Summer Cookouts: Steer clear of the sodium

Shannon Donovan • 26 May 2022

Summer Cookouts: They are fun, but can be a salt fiasco!

The summer holidays are coming up! Most of us enjoy having cookouts and gathering with our friends and family during these holidays and through the summer months. Which means there will be foods with a higher salt content. When you have heart failure and know you need to avoid salty foods, it can be daunting to attend these events. 

Here are some ideas to consider to keep the salt intake on the low side!

Unsalted nuts (almonds, cashews, pecans)

Trail Mix (many have < 170mg of sodium per serving)

Unsalted Pita Chips with Hummus Dip

Carrot and Celery sticks with Hummus or Ranch Dip  

Vegetable tray with bell peppers, cucumbers, raw broccoli, cherry tomatoes

Green fresh vegetable salad with a homemade vinaigrette

Fruit Salad (avoid melons because of the high water content!)

Pasta Salad

Boiled Shrimp with Lemon

Hamburger (no cheese)

Skinless chicken (remove breading and skin before eating)

Foods to eat with caution! 

You have to watch foods with higher fluid content, especially if you are on a fluid restriction. Popular finger foods such as watermelon, cantaloupe, honeydew, cucumbers, pineapple, strawberries, grapes, celery, tomatoes, bell peppers, radishes all have a bit higher fluid content. Some of these foods you can eat in moderation and not have to count toward your fluid restriction (i.e. grapes, celery, tomatoes, bell peppers, etc). But when eating melons (i.e. watermelon, cantaloupe, honeydew) you need to include that in your fluid restriction. Good rule of thumb is one cup of melon is one cup of fluid.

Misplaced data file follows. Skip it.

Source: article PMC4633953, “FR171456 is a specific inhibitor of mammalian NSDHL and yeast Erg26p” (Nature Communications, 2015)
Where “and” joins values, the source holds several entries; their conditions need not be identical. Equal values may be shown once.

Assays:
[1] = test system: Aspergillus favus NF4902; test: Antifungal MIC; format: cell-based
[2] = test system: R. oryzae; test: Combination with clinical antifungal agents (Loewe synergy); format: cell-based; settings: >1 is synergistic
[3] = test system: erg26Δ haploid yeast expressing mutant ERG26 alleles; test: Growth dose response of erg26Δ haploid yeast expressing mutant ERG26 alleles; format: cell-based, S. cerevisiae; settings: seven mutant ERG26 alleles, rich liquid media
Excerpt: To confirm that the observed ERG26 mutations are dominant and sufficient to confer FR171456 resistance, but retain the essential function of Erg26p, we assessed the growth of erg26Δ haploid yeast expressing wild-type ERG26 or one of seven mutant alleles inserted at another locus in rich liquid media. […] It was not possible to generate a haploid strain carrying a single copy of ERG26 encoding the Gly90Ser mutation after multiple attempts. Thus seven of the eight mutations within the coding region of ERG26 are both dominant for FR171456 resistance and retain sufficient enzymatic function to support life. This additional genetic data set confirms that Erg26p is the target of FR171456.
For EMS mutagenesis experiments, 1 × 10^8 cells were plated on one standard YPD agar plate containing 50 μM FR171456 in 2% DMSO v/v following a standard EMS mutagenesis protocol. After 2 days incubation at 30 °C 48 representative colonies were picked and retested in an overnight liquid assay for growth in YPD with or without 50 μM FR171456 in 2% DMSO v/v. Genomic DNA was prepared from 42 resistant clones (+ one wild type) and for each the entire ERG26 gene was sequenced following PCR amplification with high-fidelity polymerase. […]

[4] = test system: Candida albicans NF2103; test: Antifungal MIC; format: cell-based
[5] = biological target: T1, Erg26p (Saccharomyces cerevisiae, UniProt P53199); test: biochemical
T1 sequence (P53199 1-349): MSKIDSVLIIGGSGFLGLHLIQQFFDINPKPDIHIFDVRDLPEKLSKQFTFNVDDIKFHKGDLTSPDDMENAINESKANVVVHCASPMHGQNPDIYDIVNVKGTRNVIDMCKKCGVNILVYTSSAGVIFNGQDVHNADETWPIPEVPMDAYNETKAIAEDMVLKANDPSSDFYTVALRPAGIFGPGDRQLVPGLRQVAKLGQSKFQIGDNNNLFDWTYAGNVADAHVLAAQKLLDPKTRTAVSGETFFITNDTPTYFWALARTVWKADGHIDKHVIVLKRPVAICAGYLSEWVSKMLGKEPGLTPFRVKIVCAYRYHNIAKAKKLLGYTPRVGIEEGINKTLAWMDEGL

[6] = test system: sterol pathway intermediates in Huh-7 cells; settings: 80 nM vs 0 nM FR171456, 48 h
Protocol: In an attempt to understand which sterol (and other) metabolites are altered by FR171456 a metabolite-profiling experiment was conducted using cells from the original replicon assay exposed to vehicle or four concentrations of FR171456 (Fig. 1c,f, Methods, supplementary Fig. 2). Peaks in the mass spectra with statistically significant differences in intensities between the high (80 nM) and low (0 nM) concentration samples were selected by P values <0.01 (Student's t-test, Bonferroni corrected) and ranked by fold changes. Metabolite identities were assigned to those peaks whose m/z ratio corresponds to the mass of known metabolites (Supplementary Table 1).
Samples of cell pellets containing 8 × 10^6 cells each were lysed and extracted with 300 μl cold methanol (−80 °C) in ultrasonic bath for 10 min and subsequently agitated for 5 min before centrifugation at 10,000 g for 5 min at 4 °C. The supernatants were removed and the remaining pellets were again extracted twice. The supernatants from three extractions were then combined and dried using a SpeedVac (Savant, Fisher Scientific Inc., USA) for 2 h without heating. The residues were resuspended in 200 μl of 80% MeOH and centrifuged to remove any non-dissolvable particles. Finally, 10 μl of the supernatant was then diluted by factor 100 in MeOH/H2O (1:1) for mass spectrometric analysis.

Foods to avoid!

Hot dogs, pretzels, potato chips, chips and salsa, cheese dips, cheese, processed meats, crackers, pulled pork BBQ, pizza, beer.  And of course, always avoid salting your food!

Additional tip:  Monitor your weight closely over the holiday.  Weigh every day at the same time and record the weight.  If weight goes up more than 2-3 pounds overnight (24 hour period) you may want to consider calling your doctor’s office to see if you need to increase your diuretic dose.